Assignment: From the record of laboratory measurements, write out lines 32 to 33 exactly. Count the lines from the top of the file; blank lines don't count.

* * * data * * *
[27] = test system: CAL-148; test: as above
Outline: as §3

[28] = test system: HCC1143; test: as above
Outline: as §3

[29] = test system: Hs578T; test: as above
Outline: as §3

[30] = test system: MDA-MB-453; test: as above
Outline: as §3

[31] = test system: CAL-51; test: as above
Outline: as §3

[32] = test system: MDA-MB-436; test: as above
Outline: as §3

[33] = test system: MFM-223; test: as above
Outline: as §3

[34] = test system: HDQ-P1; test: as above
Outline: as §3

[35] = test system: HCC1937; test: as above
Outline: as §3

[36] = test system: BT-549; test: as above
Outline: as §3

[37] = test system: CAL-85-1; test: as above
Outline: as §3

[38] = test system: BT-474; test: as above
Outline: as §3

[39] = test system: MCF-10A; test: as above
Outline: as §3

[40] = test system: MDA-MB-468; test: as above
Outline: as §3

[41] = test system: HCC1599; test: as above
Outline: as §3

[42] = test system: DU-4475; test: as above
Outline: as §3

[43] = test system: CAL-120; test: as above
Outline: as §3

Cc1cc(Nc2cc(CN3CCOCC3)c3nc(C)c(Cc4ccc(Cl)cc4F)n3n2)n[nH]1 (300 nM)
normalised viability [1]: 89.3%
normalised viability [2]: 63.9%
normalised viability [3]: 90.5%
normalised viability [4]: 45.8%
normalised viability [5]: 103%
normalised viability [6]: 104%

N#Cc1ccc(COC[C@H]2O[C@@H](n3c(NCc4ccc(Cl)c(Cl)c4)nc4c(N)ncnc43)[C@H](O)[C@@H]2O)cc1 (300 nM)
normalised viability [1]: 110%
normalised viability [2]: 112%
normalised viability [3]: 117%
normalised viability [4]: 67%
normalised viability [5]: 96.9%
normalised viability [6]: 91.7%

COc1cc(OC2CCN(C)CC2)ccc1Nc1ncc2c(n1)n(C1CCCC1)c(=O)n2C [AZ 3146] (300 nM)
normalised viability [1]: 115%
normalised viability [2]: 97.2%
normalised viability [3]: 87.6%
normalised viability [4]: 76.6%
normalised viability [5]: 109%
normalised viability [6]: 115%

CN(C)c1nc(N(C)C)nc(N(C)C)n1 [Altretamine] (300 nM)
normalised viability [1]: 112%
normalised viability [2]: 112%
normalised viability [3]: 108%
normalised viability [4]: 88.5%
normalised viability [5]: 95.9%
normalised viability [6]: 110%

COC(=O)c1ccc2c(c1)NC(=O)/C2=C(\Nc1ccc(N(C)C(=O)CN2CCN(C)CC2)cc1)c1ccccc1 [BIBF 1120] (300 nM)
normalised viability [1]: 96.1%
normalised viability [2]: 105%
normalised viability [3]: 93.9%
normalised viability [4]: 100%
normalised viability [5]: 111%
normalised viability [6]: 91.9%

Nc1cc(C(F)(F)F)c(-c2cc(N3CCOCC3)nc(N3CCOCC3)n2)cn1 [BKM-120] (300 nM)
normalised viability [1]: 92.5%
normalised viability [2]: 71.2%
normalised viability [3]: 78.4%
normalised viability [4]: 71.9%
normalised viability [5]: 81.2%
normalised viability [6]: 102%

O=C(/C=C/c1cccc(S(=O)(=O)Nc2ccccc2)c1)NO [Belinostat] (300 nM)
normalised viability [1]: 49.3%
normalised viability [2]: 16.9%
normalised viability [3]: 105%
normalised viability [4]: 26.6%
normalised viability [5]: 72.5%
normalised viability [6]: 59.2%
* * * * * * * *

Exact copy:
Outline: as §3

[43] = test system: CAL-120; test: as above